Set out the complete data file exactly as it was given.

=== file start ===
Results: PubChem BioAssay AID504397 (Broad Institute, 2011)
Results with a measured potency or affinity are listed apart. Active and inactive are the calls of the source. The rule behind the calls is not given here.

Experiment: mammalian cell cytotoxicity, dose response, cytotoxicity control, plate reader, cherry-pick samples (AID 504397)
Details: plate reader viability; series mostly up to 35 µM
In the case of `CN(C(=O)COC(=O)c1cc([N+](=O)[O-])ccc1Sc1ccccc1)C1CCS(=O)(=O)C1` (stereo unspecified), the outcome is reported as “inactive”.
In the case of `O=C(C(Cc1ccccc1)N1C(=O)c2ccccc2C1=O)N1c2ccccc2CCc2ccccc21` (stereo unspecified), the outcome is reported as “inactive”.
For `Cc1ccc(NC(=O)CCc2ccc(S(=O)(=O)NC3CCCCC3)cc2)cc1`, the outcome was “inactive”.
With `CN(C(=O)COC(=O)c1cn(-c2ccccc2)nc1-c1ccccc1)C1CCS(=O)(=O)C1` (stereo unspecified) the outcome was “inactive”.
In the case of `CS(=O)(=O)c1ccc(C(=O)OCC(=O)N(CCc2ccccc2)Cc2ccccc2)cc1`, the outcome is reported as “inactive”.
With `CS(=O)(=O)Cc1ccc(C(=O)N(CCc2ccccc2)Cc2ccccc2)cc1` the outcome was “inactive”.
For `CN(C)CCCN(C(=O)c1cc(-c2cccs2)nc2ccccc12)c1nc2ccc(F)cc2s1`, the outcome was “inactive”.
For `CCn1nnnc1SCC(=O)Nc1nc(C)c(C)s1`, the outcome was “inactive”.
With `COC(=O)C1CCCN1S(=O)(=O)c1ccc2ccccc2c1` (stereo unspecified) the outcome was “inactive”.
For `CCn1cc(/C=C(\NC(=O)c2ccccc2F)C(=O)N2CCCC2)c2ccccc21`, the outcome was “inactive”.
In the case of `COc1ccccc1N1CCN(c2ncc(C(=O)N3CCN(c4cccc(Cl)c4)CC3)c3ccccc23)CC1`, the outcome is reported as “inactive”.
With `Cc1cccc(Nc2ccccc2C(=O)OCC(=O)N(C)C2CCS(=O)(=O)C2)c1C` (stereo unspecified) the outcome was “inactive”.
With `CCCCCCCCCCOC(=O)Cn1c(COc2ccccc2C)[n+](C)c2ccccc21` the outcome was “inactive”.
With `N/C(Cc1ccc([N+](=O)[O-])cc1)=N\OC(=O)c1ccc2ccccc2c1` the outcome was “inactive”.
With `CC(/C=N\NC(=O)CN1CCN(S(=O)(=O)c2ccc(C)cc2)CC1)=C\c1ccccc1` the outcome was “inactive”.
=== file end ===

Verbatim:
Results: PubChem BioAssay AID504397 (Broad Institute, 2011)
Results with a measured potency or affinity are listed apart. Active and inactive are the calls of the source. The rule behind the calls is not given here.

Experiment: mammalian cell cytotoxicity, dose response, cytotoxicity control, plate reader, cherry-pick samples (AID 504397)
Details: plate reader viability; series mostly up to 35 µM
In the case of `CN(C(=O)COC(=O)c1cc([N+](=O)[O-])ccc1Sc1ccccc1)C1CCS(=O)(=O)C1` (stereo unspecified), the outcome is reported as “inactive”.
In the case of `O=C(C(Cc1ccccc1)N1C(=O)c2ccccc2C1=O)N1c2ccccc2CCc2ccccc21` (stereo unspecified), the outcome is reported as “inactive”.
For `Cc1ccc(NC(=O)CCc2ccc(S(=O)(=O)NC3CCCCC3)cc2)cc1`, the outcome was “inactive”.
With `CN(C(=O)COC(=O)c1cn(-c2ccccc2)nc1-c1ccccc1)C1CCS(=O)(=O)C1` (stereo unspecified) the outcome was “inactive”.
In the case of `CS(=O)(=O)c1ccc(C(=O)OCC(=O)N(CCc2ccccc2)Cc2ccccc2)cc1`, the outcome is reported as “inactive”.
With `CS(=O)(=O)Cc1ccc(C(=O)N(CCc2ccccc2)Cc2ccccc2)cc1` the outcome was “inactive”.
For `CN(C)CCCN(C(=O)c1cc(-c2cccs2)nc2ccccc12)c1nc2ccc(F)cc2s1`, the outcome was “inactive”.
For `CCn1nnnc1SCC(=O)Nc1nc(C)c(C)s1`, the outcome was “inactive”.
With `COC(=O)C1CCCN1S(=O)(=O)c1ccc2ccccc2c1` (stereo unspecified) the outcome was “inactive”.
For `CCn1cc(/C=C(\NC(=O)c2ccccc2F)C(=O)N2CCCC2)c2ccccc21`, the outcome was “inactive”.
In the case of `COc1ccccc1N1CCN(c2ncc(C(=O)N3CCN(c4cccc(Cl)c4)CC3)c3ccccc23)CC1`, the outcome is reported as “inactive”.
With `Cc1cccc(Nc2ccccc2C(=O)OCC(=O)N(C)C2CCS(=O)(=O)C2)c1C` (stereo unspecified) the outcome was “inactive”.
With `CCCCCCCCCCOC(=O)Cn1c(COc2ccccc2C)[n+](C)c2ccccc21` the outcome was “inactive”.
With `N/C(Cc1ccc([N+](=O)[O-])cc1)=N\OC(=O)c1ccc2ccccc2c1` the outcome was “inactive”.
With `CC(/C=N\NC(=O)CN1CCN(S(=O)(=O)c2ccc(C)cc2)CC1)=C\c1ccccc1` the outcome was “inactive”.